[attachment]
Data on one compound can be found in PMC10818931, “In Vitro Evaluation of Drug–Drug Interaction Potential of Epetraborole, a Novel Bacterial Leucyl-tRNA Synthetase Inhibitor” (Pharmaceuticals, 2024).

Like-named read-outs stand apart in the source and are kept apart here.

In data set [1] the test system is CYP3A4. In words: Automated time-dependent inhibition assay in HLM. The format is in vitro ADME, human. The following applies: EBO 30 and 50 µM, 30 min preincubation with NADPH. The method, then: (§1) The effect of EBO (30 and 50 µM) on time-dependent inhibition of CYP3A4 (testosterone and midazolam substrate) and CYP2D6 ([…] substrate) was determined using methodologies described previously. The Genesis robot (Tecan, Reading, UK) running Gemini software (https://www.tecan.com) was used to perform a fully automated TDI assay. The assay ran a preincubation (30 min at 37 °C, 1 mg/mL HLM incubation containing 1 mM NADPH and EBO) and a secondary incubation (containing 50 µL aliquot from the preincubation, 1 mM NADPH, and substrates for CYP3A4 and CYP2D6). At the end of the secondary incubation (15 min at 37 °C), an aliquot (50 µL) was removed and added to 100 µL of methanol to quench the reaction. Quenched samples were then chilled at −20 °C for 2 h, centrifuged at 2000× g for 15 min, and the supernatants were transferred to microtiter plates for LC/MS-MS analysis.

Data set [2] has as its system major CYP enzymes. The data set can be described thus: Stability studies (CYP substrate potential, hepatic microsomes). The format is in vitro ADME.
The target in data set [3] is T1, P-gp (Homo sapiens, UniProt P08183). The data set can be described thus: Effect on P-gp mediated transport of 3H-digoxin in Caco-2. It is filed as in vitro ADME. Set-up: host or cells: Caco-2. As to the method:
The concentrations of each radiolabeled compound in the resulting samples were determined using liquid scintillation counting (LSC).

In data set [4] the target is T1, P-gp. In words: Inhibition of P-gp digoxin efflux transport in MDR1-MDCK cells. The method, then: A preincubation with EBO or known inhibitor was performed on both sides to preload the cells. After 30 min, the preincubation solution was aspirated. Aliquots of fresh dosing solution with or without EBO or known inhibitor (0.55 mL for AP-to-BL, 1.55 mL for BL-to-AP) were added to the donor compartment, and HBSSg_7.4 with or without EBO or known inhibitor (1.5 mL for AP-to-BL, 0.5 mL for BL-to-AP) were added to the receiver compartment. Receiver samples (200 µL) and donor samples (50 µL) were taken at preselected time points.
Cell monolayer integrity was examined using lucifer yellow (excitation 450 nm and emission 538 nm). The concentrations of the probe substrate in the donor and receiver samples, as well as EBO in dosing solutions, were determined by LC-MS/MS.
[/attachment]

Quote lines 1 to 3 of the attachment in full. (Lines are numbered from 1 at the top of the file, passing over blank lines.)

Data on one compound can be found in PMC10818931, “In Vitro Evaluation of Drug–Drug Interaction Potential of Epetraborole, a Novel Bacterial Leucyl-tRNA Synthetase Inhibitor” (Pharmaceuticals, 2024).

Like-named read-outs stand apart in the source and are kept apart here.

In data set [1] the test system is CYP3A4. In words: Automated time-dependent inhibition assay in HLM. The format is in vitro ADME, human. The following applies: EBO 30 and 50 µM, 30 min preincubation with NADPH. The method, then: (§1) The effect of EBO (30 and 50 µM) on time-dependent inhibition of CYP3A4 (testosterone and midazolam substrate) and CYP2D6 ([…] substrate) was determined using methodologies described previously. The Genesis robot (Tecan, Reading, UK) running Gemini software (https://www.tecan.com) was used to perform a fully automated TDI assay. The assay ran a preincubation (30 min at 37 °C, 1 mg/mL HLM incubation containing 1 mM NADPH and EBO) and a secondary incubation (containing 50 µL aliquot from the preincubation, 1 mM NADPH, and substrates for CYP3A4 and CYP2D6). At the end of the secondary incubation (15 min at 37 °C), an aliquot (50 µL) was removed and added to 100 µL of methanol to quench the reaction. Quenched samples were then chilled at −20 °C for 2 h, centrifuged at 2000× g for 15 min, and the supernatants were transferred to microtiter plates for LC/MS-MS analysis.